PCT International Search and Preliminary Examination Guidelines
5.29 Where there is any serious inconsistency between claims and description, amendments to remove this should be invited from the applicant. For example, the description may state, or may imply, that a certain technical feature not mentioned in the claims is essential to the performance of the invention. In such a case, the examiner should invite amendment of the claims to include this feature. However, if the applicant can show convincingly by way of response that it would be clear to a person skilled in the art that the description was incorrect in suggesting that the feature in question was essential, amendment of the description should be invited instead. Another form of inconsistency is that in which the description and drawings include one or more embodiments of the invention which appear to fall outside the subject matter covered by the claims (for example, the claims all specify an electric circuit employing electronic tubes and one of the embodiments employs semiconductors as an alternative). Here again the applicant should be invited to amend the claim or the description and drawings to remove the inconsistency and thus avoid any possible uncertainty which could arise later as to the meaning of the claims. However, inconsistencies which do not cause doubt as to the meaning of the claims may be overlooked.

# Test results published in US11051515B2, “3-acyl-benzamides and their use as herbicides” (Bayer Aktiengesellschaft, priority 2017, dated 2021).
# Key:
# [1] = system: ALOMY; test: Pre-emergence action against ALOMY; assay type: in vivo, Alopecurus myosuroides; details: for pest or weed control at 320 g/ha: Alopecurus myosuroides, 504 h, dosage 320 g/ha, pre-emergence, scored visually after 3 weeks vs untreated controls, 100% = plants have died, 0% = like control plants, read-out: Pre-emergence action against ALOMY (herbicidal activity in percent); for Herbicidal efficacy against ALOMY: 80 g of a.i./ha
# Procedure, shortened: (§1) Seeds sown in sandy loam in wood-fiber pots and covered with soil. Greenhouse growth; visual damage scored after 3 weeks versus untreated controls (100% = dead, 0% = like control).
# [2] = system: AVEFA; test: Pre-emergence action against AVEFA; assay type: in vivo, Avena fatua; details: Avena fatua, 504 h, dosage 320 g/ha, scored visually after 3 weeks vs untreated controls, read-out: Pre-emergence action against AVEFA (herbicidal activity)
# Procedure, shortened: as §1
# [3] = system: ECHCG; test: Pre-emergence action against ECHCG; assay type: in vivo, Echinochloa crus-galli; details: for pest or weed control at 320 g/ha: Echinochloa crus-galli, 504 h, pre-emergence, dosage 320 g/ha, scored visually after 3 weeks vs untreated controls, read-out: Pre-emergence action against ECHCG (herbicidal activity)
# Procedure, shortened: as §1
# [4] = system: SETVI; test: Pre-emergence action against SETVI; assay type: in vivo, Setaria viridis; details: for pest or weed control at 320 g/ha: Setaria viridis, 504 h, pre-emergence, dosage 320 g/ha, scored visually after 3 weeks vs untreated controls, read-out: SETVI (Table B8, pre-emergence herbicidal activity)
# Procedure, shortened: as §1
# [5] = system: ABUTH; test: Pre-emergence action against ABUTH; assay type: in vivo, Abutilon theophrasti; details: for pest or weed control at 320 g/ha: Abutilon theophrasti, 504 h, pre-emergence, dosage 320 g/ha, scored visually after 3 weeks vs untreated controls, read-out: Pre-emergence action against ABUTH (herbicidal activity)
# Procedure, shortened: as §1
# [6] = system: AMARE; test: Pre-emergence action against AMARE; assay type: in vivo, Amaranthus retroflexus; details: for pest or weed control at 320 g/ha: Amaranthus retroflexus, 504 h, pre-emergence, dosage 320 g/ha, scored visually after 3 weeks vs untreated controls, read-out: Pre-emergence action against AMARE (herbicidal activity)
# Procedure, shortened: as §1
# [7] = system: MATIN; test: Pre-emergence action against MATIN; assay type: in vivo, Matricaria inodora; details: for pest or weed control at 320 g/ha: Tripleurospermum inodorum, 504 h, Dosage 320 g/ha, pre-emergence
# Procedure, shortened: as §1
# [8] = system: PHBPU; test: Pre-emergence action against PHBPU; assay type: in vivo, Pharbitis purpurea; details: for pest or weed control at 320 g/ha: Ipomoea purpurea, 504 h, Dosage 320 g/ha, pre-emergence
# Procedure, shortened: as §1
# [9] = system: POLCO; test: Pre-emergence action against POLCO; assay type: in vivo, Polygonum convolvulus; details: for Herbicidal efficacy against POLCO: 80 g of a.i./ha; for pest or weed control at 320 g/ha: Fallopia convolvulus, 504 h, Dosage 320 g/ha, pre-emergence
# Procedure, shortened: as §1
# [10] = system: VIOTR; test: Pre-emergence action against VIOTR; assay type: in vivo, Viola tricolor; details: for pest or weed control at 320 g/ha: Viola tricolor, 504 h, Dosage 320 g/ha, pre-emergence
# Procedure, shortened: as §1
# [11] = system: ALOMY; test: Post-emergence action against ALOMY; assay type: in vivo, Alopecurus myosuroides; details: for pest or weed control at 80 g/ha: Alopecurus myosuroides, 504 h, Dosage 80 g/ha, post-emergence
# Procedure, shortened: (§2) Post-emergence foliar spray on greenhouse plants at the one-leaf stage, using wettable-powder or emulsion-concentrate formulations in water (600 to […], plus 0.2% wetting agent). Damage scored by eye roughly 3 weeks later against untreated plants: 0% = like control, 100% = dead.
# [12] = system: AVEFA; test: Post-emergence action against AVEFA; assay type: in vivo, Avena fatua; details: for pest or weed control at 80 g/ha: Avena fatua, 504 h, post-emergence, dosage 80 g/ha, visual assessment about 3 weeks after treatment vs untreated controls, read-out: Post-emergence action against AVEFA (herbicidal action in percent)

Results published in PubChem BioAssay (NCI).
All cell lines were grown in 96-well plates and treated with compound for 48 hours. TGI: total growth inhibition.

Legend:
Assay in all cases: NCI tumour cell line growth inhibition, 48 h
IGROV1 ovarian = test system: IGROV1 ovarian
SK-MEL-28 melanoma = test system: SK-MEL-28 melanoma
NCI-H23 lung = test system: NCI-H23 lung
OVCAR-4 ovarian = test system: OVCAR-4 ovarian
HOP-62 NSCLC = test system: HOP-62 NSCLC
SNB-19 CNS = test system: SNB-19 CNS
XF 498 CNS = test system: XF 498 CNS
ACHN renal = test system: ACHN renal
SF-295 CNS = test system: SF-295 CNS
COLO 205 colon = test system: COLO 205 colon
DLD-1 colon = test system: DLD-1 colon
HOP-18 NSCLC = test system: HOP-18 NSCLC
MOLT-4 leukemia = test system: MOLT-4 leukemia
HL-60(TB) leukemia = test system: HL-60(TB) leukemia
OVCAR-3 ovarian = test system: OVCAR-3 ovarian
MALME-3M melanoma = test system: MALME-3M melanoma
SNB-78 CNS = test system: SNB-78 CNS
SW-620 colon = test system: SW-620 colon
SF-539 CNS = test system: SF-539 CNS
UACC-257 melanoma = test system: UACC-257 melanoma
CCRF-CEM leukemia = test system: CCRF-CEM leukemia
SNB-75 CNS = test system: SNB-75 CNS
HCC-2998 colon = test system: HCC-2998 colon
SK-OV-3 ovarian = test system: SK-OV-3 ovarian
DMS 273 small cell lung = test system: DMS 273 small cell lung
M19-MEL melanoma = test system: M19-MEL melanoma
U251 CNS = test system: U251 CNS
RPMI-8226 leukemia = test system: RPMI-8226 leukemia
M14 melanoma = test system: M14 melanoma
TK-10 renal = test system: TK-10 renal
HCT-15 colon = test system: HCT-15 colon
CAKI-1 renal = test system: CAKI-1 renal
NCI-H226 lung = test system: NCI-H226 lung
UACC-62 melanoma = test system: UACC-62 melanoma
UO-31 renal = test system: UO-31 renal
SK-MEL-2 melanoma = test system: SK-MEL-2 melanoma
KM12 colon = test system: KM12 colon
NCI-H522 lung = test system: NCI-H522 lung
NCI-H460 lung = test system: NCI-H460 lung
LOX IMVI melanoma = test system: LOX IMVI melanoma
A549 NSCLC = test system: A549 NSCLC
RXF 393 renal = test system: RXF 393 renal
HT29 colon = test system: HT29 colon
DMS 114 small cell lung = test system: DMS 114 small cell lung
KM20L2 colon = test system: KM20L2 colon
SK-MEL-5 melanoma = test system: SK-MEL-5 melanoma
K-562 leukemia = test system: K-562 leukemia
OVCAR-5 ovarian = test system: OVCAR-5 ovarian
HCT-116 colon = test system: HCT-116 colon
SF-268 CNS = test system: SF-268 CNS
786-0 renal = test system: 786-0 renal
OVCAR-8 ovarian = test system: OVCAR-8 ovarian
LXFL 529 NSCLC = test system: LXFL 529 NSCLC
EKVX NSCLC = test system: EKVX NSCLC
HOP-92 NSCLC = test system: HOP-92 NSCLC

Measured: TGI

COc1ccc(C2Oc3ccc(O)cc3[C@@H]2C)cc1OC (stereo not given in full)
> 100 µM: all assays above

5.30 General statements in the description which imply that the extent of protection may be expanded in some vague and not precisely defined way should be objected to as not complying with Article 6. In particular, objection should be raised to any statement which refers to the extent of protection being expanded to cover the “spirit” of the invention. Where the claims are directed to a combination of features only, any statement in the description which seems to imply that protection is nevertheless sought not only for the combination as a whole but also for individual features or sub-combinations thereof should be objected to.